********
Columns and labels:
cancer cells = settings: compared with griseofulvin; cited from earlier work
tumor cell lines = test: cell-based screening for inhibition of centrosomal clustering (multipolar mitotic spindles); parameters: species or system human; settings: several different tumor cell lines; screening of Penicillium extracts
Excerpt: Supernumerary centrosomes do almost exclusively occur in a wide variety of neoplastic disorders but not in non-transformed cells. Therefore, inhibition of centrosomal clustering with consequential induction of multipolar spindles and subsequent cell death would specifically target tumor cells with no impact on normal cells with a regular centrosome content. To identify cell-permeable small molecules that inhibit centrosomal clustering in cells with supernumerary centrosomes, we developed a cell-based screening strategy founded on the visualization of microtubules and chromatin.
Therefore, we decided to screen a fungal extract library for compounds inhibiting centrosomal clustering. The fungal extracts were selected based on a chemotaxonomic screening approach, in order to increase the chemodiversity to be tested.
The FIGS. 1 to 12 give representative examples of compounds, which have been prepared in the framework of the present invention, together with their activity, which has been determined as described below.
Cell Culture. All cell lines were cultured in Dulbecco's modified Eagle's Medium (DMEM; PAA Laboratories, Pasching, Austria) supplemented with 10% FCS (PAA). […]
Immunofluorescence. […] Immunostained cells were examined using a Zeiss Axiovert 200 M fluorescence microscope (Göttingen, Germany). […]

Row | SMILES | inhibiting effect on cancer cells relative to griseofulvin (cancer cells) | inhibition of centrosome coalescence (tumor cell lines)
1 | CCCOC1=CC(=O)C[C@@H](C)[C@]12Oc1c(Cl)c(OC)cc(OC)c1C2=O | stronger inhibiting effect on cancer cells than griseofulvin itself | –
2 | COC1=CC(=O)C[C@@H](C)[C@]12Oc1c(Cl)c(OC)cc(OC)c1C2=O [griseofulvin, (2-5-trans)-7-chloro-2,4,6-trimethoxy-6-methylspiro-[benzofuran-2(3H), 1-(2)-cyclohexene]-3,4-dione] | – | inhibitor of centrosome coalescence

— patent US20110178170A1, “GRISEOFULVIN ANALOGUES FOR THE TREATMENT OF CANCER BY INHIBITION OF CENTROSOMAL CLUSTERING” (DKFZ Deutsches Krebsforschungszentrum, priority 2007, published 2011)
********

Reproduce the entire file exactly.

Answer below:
Columns and labels:
cancer cells = settings: compared with griseofulvin; cited from earlier work
tumor cell lines = test: cell-based screening for inhibition of centrosomal clustering (multipolar mitotic spindles); parameters: species or system human; settings: several different tumor cell lines; screening of Penicillium extracts
Excerpt: Supernumerary centrosomes do almost exclusively occur in a wide variety of neoplastic disorders but not in non-transformed cells. Therefore, inhibition of centrosomal clustering with consequential induction of multipolar spindles and subsequent cell death would specifically target tumor cells with no impact on normal cells with a regular centrosome content. To identify cell-permeable small molecules that inhibit centrosomal clustering in cells with supernumerary centrosomes, we developed a cell-based screening strategy founded on the visualization of microtubules and chromatin.
Therefore, we decided to screen a fungal extract library for compounds inhibiting centrosomal clustering. The fungal extracts were selected based on a chemotaxonomic screening approach, in order to increase the chemodiversity to be tested.
The FIGS. 1 to 12 give representative examples of compounds, which have been prepared in the framework of the present invention, together with their activity, which has been determined as described below.
Cell Culture. All cell lines were cultured in Dulbecco's modified Eagle's Medium (DMEM; PAA Laboratories, Pasching, Austria) supplemented with 10% FCS (PAA). […]
Immunofluorescence. […] Immunostained cells were examined using a Zeiss Axiovert 200 M fluorescence microscope (Göttingen, Germany). […]

Row | SMILES | inhibiting effect on cancer cells relative to griseofulvin (cancer cells) | inhibition of centrosome coalescence (tumor cell lines)
1 | CCCOC1=CC(=O)C[C@@H](C)[C@]12Oc1c(Cl)c(OC)cc(OC)c1C2=O | stronger inhibiting effect on cancer cells than griseofulvin itself | –
2 | COC1=CC(=O)C[C@@H](C)[C@]12Oc1c(Cl)c(OC)cc(OC)c1C2=O [griseofulvin, (2-5-trans)-7-chloro-2,4,6-trimethoxy-6-methylspiro-[benzofuran-2(3H), 1-(2)-cyclohexene]-3,4-dione] | – | inhibitor of centrosome coalescence

— patent US20110178170A1, “GRISEOFULVIN ANALOGUES FOR THE TREATMENT OF CANCER BY INHIBITION OF CENTROSOMAL CLUSTERING” (DKFZ Deutsches Krebsforschungszentrum, priority 2007, published 2011)